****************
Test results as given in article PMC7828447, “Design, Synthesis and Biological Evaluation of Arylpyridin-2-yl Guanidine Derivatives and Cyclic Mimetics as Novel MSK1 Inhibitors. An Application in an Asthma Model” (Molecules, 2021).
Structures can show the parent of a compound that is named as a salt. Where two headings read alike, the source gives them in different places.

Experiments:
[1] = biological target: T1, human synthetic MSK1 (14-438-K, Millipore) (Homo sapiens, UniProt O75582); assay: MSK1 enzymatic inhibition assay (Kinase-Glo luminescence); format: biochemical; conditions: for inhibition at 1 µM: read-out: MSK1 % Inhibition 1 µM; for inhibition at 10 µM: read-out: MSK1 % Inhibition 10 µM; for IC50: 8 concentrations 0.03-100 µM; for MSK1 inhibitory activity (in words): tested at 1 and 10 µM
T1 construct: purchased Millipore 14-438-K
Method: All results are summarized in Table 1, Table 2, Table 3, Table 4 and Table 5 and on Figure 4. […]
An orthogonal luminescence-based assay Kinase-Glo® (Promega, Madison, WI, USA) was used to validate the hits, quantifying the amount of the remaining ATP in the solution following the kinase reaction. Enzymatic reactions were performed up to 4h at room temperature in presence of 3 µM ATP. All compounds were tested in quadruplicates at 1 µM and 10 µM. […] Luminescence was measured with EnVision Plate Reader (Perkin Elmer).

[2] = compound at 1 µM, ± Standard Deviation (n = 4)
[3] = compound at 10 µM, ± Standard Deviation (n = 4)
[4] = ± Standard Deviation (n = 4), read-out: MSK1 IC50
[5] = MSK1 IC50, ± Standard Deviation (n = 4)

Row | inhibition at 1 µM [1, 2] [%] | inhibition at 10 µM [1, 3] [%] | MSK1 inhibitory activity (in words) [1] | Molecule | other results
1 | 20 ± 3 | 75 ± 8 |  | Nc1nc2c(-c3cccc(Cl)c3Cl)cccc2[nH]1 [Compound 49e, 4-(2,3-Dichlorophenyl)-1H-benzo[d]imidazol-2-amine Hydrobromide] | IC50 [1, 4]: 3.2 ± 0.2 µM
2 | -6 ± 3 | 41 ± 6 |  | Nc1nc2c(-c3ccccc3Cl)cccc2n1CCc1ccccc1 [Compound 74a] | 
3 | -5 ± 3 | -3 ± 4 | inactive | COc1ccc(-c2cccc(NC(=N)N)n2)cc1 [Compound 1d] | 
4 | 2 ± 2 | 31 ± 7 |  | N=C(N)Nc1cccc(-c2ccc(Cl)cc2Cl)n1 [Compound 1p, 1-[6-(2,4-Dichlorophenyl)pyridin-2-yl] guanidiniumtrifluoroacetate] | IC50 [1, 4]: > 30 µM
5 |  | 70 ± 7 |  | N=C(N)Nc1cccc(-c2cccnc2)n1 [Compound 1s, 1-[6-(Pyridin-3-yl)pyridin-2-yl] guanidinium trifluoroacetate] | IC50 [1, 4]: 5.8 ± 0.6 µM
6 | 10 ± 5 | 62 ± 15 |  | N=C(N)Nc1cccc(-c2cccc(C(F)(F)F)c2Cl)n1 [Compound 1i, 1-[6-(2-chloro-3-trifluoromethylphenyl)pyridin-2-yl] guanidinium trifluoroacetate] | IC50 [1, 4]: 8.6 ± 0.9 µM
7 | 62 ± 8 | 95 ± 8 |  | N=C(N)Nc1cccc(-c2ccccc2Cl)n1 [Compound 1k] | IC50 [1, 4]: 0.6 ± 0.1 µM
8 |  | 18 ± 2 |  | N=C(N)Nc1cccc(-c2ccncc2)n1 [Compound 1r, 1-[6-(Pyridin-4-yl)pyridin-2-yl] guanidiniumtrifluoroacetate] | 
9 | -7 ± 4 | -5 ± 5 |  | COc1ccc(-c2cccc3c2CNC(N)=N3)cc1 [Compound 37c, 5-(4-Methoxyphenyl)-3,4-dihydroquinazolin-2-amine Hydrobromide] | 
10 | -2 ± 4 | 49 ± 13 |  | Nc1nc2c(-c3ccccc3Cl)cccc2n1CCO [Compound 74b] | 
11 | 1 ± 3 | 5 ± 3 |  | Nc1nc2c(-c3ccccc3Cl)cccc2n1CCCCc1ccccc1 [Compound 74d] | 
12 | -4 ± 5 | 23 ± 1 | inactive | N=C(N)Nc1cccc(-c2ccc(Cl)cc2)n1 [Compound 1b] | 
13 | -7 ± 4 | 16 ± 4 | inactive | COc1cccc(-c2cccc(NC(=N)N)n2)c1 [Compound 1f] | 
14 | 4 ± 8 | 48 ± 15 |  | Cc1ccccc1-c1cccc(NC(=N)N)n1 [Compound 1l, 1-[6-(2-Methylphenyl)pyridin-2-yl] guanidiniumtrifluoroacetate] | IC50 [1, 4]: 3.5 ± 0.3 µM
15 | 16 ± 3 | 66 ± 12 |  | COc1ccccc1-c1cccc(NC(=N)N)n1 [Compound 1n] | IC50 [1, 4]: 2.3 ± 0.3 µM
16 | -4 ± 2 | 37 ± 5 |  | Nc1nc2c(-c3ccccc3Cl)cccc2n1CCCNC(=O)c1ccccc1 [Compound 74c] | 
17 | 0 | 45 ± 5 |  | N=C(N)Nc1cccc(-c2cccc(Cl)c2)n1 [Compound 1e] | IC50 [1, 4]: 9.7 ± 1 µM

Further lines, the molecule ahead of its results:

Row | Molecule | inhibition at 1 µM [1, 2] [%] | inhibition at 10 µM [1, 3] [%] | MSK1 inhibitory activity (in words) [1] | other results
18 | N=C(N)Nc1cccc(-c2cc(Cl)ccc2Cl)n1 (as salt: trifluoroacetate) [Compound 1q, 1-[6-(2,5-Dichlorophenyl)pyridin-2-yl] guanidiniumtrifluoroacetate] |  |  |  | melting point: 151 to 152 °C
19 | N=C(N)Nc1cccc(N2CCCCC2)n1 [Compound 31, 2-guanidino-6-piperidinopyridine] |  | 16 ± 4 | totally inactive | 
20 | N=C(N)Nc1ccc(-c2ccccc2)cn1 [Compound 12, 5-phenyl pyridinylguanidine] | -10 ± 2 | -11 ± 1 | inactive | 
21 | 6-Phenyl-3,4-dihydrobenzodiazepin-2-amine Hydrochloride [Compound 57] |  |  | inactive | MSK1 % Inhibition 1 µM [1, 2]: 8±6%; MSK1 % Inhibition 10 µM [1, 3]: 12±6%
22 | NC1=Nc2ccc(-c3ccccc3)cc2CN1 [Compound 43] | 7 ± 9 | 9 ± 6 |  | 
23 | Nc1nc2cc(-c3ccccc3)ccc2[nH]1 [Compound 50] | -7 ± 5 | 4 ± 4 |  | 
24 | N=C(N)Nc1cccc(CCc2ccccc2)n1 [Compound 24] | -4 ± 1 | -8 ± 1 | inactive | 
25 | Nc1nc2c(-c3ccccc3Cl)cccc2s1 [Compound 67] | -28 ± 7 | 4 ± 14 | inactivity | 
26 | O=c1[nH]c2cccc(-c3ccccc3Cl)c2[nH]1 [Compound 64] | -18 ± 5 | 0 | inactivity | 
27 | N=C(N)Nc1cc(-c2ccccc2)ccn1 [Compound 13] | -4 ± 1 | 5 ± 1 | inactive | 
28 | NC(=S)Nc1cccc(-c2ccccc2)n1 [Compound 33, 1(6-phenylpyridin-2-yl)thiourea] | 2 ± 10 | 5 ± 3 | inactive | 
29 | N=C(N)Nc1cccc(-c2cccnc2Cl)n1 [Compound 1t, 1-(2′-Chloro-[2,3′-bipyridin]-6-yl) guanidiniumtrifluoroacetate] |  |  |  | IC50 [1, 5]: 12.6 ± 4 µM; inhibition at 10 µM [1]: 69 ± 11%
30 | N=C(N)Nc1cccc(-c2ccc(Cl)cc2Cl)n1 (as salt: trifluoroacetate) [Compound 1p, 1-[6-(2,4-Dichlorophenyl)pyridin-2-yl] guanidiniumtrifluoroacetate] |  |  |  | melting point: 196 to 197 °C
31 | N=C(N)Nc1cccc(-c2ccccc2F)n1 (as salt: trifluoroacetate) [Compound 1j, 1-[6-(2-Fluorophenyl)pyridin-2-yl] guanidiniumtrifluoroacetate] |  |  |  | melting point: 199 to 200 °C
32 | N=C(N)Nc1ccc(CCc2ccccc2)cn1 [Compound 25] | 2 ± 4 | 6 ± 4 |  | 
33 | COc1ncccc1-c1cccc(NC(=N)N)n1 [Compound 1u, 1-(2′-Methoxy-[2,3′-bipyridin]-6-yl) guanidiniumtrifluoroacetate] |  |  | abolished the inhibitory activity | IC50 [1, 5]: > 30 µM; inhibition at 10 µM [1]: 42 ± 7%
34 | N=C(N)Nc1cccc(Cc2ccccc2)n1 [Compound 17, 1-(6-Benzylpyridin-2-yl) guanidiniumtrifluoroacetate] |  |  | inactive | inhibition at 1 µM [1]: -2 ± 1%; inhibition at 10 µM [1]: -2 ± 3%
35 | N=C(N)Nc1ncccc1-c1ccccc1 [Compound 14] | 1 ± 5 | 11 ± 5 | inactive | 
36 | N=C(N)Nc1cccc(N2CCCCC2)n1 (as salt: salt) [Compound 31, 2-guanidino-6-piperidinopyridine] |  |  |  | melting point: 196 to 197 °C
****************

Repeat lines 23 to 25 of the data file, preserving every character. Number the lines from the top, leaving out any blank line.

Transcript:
11 | 1 ± 3 | 5 ± 3 |  | Nc1nc2c(-c3ccccc3Cl)cccc2n1CCCCc1ccccc1 [Compound 74d] | 
12 | -4 ± 5 | 23 ± 1 | inactive | N=C(N)Nc1cccc(-c2ccc(Cl)cc2)n1 [Compound 1b] | 
13 | -7 ± 4 | 16 ± 4 | inactive | COc1cccc(-c2cccc(NC(=N)N)n2)c1 [Compound 1f] | 